MIPS and the Little Endians — Tips and an FAQ to help ace your computer architecture class and have fun doing so!
Cool tricks I found in the MIPS architecture and the MARS Simulator! Here are some tips and tricks to learning and coding in MIPS and with the MARS Simulator, most if not all these commands and tricks will also work in other IDEs.
First, make sure to read this post before proceeding… once you finish, come back here and enjoy!
Q: Is MIPS little or big endian? What does that mean? And what about the MARS Simulator?
A: According to the Patterson and Hennessey book (Computer Organization and Design: the Hardware/Software Interface),
MIPS is in the big endian camp. Since the order matters only if you access the identical data both as a word and as four bytes, few need to be aware of the endianness.
Newer versions of the MIPS chip can support both big and little endian (bi-endian?), unlike the previous versions. Nonetheless, MIPS is classically referred to as big endian.
As for the MARS simulator, It is considered little-endian.
How to check: You can test this, in the data segment (`.data`) write:
store: .byte 0,0,0,1 #load 4 entries, each a byte long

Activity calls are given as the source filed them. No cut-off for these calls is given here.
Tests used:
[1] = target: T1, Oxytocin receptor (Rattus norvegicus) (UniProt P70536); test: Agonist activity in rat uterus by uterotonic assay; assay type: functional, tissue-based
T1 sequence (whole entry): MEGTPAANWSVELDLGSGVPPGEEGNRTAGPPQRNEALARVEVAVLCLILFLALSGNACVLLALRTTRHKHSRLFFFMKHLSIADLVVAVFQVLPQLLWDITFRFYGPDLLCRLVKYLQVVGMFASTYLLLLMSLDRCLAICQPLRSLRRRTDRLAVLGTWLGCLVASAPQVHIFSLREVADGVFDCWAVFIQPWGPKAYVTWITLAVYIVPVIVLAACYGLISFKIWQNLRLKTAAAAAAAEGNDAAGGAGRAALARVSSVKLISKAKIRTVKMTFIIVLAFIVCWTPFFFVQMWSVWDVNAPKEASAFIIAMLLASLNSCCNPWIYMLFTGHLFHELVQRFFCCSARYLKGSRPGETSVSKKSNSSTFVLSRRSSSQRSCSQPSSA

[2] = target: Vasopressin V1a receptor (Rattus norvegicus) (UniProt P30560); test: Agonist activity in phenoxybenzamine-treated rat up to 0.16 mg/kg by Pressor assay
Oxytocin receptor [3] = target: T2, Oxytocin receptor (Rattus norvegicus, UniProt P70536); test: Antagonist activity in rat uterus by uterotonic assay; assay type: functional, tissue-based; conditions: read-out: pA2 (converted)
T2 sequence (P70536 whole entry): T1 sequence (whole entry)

store2: .byte 2,0,0,0 #I loaded a 2 here to avoid confusion.
and when you proceed to assemble the code, you can see how they are stored in the data segment. Pay attention to the Value+0 (0x01000000) and Value+4 (0x00000002)
Q: What are syscalls and how can I use them?
A: syscalls are a way to have the program interact with the user, it can print to the console, dialog box, and MARS can even play music with it (MIDI). In MARS, you can click Help -> Help -> and click on the syscall tab or you can view the web-version here
Q: How do I learn all the commands by-heart?
A: Start with the MIPS Green Sheet which has a concise version of most if not all the commands.
Q: The not command is a pseudo command and we cannot use it in class, how do I execute the not command without pseudocode?
A: You can use the nor command which is not pseudo… this will invert the bits!